Image By: Larissa Chilanti, Shutterstock

3. Supplements With Probiotics for the Health of the Digestive System

Digestive health is essential to your dog’s well-being. Supplements containing probiotics, prebiotics, and digestive enzymes contribute to better absorption of nutrients and relieve problems such as sensitivities or chronic diarrhea.

Other beneficial effects include:
  • Help control skin infection problems
  • Support the immune system
  • Help eliminate smelling stools
  • Help reduce unpleasant odors in your dog’s mouth
  • Help restore the microbiome after a course of antibiotics
  • Prevent digestive problems and vomiting
  • Reduce excess intestinal gas and bloating

4. Supplements for Maintaining the Health of Joints and Bones

Joint pain can affect dogs of any age, though older dogs are more prone to arthritis (inflammation of the joints). Arthritis in dogs is a common health problem and can go unnoticed for years, as your pet will not show any signs of pain and discomfort until they become severe.

Joint and bone supplements aid in relieving pain and discomfort and help dogs maintain mobility by reducing joint stiffness.

The best dog joint and bone supplements include:
  • Glucosamine
  • Chondroitin sulfate
  • Omega-3 fatty acids
  • Vitamin E
  • Selenium
  • Methylsulfonylmethane

These compounds help decrease inflammation and improve your dog’s body’s ability to strengthen and repair damaged tissues.

You can start giving your dog joint supplements at an early age to minimize the risk of articular problems later but talk to your vet first.


5. Supplements for Healthy Skin and Shiny Coat

These supplements come in the form of oils, pills, or powder. Omega-3 fatty acids, found mostly in salmon or fish oil products for dogs, are ideal for improving your pet’s diet, especially when they have itchy and flaky skin and dull fur.

Golden Retriever dog eating
Image Credit: chendongshan, Shutterstock

6. Supplements for Convalescent Patients

These supplements help dogs recover from digestive disorders such as gastroenteritis, pancreatitis, or other ailments, support rehydration, and increase appetite. They can also be recommended to anemic dogs or pets that have just undergone surgery for a faster recovery.

These products usually contain electrolytes, easily absorbable carbohydrates, amino acids, vitamins, minerals, and prebiotics.

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Frequently Asked Questions (FAQ)

Are Dog Supplements Safe?

Dogs’ supplements are safe as long as the veterinarian recommends them. Even if the package states that they are natural, that does not mean they cannot make your dog sick or even kill them. Dogs that lead a healthy lifestyle and have an adequate complete and balanced diet do not require supplements unless your vet says otherwise.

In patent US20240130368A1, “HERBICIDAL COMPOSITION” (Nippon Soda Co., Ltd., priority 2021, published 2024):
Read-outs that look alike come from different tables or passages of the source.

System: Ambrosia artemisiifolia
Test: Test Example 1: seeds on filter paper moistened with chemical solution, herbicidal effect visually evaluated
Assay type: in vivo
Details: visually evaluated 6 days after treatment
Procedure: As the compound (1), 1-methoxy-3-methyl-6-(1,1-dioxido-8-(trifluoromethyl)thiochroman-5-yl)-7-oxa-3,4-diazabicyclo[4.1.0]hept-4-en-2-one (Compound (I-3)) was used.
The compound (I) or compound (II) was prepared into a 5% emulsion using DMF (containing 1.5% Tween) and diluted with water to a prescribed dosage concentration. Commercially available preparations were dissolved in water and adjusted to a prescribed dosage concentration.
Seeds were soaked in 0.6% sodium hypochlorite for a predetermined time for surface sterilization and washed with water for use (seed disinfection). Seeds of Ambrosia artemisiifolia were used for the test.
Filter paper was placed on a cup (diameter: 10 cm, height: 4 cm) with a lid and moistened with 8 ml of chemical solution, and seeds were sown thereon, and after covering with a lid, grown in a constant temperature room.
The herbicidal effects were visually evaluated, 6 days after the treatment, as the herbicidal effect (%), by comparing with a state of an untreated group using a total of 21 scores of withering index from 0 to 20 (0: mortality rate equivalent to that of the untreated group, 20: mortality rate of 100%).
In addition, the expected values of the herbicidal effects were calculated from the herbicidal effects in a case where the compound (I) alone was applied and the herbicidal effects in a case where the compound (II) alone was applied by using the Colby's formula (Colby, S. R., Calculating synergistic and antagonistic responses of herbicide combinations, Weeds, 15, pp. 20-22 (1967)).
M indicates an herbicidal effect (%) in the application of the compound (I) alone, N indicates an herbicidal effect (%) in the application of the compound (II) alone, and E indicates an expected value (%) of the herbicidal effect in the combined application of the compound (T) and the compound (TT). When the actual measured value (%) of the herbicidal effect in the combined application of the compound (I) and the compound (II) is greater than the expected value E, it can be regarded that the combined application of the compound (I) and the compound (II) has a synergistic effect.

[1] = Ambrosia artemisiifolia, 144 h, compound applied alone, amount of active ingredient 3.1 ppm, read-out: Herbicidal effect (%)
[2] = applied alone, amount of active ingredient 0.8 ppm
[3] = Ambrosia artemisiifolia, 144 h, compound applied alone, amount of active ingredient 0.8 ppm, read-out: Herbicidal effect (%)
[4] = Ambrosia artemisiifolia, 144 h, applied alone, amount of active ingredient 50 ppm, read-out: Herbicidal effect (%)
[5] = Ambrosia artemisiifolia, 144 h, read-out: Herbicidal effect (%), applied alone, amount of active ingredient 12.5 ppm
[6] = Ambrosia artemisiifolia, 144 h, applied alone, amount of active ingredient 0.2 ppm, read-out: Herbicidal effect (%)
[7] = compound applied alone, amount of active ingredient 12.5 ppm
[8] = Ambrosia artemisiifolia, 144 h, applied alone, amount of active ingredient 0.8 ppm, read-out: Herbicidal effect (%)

dog owner talking to vet
Image Credit: SeventyFour, Shutterstock

How Many Supplements Are Too Many for My Dog?

Always respect the indications and dosage provided by your vet. If they did not tell you how many supplements to give your dog per day, follow the dosage written on the package. If you forgot a dose, give your dog the next one when you remember. If you are unsure whether you gave your dog their dose, just skip that day, and give them the next one as scheduled. Overdose can lead to diarrhea, vomiting, drooling, seizures, tremors, etc.

Can I Give My Dog Multiple Supplements at Once?

It is generally safe for your dog to take several types of supplements at once. Just make sure the common ingredients do not overlap too much. Your vet can guide you with the specific recommendations of supplements that your dog needs. You also need to consider how they should be taken, as certain supplements can irritate your dog’s stomach. It’s typically recommended to administer these supplements after your dog has eaten.

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Final Thoughts

Generally, healthy dogs that consume an adequate and balanced diet do not need to take supplements. If you think that your dog needs them, though, talk to your veterinarian first. Although supplements are usually safe, an overdose can occur if you give your dog too many at once. Signs of overdose include vomiting, diarrhea, excessive salivation, tremors, and seizures. Unsupervised supplementation might do a disfavor to your dog’s health, and in extreme cases, they can even lead to your pet’s death.


Featured Image Credit: Billion Photos, Shutterstock